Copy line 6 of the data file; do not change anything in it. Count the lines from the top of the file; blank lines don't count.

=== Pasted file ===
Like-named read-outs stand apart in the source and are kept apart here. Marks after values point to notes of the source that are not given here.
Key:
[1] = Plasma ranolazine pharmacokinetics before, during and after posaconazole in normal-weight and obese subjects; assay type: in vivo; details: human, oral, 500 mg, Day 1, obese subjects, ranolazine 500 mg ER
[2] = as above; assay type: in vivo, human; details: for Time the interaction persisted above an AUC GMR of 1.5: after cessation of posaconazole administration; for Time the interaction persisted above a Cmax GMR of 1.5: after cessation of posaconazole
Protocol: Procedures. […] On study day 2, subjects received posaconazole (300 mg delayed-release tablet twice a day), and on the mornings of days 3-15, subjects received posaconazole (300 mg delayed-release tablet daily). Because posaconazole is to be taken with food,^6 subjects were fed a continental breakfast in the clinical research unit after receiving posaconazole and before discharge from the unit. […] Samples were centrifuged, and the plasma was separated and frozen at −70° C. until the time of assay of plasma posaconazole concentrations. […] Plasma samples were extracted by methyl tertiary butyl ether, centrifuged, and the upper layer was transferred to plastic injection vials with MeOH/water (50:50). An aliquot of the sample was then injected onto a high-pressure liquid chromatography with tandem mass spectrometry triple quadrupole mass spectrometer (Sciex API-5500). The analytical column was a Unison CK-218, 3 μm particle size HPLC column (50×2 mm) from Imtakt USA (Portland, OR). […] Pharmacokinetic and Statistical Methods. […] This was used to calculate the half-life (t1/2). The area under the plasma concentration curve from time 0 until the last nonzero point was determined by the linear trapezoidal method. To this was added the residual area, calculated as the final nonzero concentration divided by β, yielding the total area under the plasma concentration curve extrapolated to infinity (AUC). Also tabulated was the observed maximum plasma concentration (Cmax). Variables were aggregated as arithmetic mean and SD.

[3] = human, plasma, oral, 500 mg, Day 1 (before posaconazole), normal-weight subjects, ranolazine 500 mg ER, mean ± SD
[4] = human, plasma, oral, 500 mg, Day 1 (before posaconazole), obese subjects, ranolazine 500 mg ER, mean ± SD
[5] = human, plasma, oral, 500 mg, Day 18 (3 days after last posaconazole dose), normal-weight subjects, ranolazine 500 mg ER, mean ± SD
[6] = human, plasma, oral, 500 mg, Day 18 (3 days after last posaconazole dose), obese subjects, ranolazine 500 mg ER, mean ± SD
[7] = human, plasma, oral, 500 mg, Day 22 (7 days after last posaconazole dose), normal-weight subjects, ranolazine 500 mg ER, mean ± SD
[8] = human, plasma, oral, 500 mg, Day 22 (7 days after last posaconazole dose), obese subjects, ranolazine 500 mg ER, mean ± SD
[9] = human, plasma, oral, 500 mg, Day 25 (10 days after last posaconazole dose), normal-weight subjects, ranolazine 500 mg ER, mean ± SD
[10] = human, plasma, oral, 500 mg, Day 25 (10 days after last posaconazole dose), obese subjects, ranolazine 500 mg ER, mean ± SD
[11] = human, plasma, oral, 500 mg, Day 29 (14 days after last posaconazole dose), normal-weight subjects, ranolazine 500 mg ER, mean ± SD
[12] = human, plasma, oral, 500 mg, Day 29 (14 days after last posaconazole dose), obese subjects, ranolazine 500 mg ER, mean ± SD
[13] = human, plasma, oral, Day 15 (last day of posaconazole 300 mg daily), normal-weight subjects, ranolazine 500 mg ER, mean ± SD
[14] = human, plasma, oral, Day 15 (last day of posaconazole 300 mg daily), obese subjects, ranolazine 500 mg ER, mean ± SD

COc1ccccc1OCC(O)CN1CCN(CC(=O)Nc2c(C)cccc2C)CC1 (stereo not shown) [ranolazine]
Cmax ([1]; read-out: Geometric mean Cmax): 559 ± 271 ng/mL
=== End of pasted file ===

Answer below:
[3] = human, plasma, oral, 500 mg, Day 1 (before posaconazole), normal-weight subjects, ranolazine 500 mg ER, mean ± SD